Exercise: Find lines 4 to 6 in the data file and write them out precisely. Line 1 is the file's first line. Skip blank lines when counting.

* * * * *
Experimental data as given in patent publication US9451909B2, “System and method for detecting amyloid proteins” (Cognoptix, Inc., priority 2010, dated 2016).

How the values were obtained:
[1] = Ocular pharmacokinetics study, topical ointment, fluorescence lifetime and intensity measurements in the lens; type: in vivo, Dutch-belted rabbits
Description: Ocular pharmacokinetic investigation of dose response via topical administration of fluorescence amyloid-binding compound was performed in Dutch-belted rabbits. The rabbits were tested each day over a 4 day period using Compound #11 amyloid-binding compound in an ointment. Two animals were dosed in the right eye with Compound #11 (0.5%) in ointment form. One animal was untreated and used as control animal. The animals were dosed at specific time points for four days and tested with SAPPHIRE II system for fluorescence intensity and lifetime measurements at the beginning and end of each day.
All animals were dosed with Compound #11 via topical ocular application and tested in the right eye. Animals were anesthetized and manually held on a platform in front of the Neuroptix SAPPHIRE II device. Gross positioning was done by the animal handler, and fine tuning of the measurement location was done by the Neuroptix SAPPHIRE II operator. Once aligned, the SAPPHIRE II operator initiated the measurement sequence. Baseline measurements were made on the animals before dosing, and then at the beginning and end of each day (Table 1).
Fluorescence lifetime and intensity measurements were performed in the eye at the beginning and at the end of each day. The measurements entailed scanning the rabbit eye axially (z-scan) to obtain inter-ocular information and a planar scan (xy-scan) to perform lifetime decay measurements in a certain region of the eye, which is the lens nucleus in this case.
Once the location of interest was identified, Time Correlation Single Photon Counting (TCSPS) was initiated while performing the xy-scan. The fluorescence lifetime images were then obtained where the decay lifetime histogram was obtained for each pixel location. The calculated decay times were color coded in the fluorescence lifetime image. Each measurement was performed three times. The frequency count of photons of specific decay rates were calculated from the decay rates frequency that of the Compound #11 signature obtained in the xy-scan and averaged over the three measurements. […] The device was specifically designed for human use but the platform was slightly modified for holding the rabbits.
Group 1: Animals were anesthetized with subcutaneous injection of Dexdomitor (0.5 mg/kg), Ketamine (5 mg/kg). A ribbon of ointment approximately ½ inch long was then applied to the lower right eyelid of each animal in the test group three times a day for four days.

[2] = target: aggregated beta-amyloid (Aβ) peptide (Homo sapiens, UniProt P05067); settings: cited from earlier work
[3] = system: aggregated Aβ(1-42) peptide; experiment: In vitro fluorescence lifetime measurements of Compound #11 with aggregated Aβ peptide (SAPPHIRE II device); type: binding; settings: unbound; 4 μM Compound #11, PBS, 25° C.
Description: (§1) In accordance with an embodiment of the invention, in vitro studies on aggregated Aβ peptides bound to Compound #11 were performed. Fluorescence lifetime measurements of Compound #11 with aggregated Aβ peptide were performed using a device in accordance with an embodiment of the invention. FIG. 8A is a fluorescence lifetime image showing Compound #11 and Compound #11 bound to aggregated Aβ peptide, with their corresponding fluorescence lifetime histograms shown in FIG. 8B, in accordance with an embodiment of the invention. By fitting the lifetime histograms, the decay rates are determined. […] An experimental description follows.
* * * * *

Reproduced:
Description: Ocular pharmacokinetic investigation of dose response via topical administration of fluorescence amyloid-binding compound was performed in Dutch-belted rabbits. The rabbits were tested each day over a 4 day period using Compound #11 amyloid-binding compound in an ointment. Two animals were dosed in the right eye with Compound #11 (0.5%) in ointment form. One animal was untreated and used as control animal. The animals were dosed at specific time points for four days and tested with SAPPHIRE II system for fluorescence intensity and lifetime measurements at the beginning and end of each day.
All animals were dosed with Compound #11 via topical ocular application and tested in the right eye. Animals were anesthetized and manually held on a platform in front of the Neuroptix SAPPHIRE II device. Gross positioning was done by the animal handler, and fine tuning of the measurement location was done by the Neuroptix SAPPHIRE II operator. Once aligned, the SAPPHIRE II operator initiated the measurement sequence. Baseline measurements were made on the animals before dosing, and then at the beginning and end of each day (Table 1).
Fluorescence lifetime and intensity measurements were performed in the eye at the beginning and at the end of each day. The measurements entailed scanning the rabbit eye axially (z-scan) to obtain inter-ocular information and a planar scan (xy-scan) to perform lifetime decay measurements in a certain region of the eye, which is the lens nucleus in this case.